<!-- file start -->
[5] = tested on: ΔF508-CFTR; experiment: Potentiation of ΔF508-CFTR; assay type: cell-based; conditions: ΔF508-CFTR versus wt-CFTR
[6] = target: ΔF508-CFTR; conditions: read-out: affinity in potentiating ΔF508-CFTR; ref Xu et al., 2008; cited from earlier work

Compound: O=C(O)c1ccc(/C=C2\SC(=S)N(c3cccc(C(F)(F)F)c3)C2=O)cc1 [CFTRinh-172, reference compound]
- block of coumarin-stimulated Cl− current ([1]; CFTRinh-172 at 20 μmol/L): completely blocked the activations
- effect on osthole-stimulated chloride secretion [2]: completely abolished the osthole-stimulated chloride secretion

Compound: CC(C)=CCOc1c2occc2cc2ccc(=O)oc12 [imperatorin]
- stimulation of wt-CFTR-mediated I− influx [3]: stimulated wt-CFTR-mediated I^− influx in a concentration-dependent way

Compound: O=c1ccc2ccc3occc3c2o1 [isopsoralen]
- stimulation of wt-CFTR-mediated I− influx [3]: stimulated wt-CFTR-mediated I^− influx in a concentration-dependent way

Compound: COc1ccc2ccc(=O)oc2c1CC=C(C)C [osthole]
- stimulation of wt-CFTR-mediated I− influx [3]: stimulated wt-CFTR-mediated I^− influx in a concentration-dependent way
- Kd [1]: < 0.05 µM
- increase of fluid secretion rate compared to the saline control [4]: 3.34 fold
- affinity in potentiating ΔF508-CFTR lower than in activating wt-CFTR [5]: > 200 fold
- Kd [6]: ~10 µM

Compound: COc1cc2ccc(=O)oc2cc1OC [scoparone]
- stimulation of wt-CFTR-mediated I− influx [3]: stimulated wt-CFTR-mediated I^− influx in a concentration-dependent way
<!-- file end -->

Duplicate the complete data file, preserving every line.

[5] = tested on: ΔF508-CFTR; experiment: Potentiation of ΔF508-CFTR; assay type: cell-based; conditions: ΔF508-CFTR versus wt-CFTR
[6] = target: ΔF508-CFTR; conditions: read-out: affinity in potentiating ΔF508-CFTR; ref Xu et al., 2008; cited from earlier work

Compound: O=C(O)c1ccc(/C=C2\SC(=S)N(c3cccc(C(F)(F)F)c3)C2=O)cc1 [CFTRinh-172, reference compound]
- block of coumarin-stimulated Cl− current ([1]; CFTRinh-172 at 20 μmol/L): completely blocked the activations
- effect on osthole-stimulated chloride secretion [2]: completely abolished the osthole-stimulated chloride secretion

Compound: CC(C)=CCOc1c2occc2cc2ccc(=O)oc12 [imperatorin]
- stimulation of wt-CFTR-mediated I− influx [3]: stimulated wt-CFTR-mediated I^− influx in a concentration-dependent way

Compound: O=c1ccc2ccc3occc3c2o1 [isopsoralen]
- stimulation of wt-CFTR-mediated I− influx [3]: stimulated wt-CFTR-mediated I^− influx in a concentration-dependent way

Compound: COc1ccc2ccc(=O)oc2c1CC=C(C)C [osthole]
- stimulation of wt-CFTR-mediated I− influx [3]: stimulated wt-CFTR-mediated I^− influx in a concentration-dependent way
- Kd [1]: < 0.05 µM
- increase of fluid secretion rate compared to the saline control [4]: 3.34 fold
- affinity in potentiating ΔF508-CFTR lower than in activating wt-CFTR [5]: > 200 fold
- Kd [6]: ~10 µM

Compound: COc1cc2ccc(=O)oc2cc1OC [scoparone]
- stimulation of wt-CFTR-mediated I− influx [3]: stimulated wt-CFTR-mediated I^− influx in a concentration-dependent way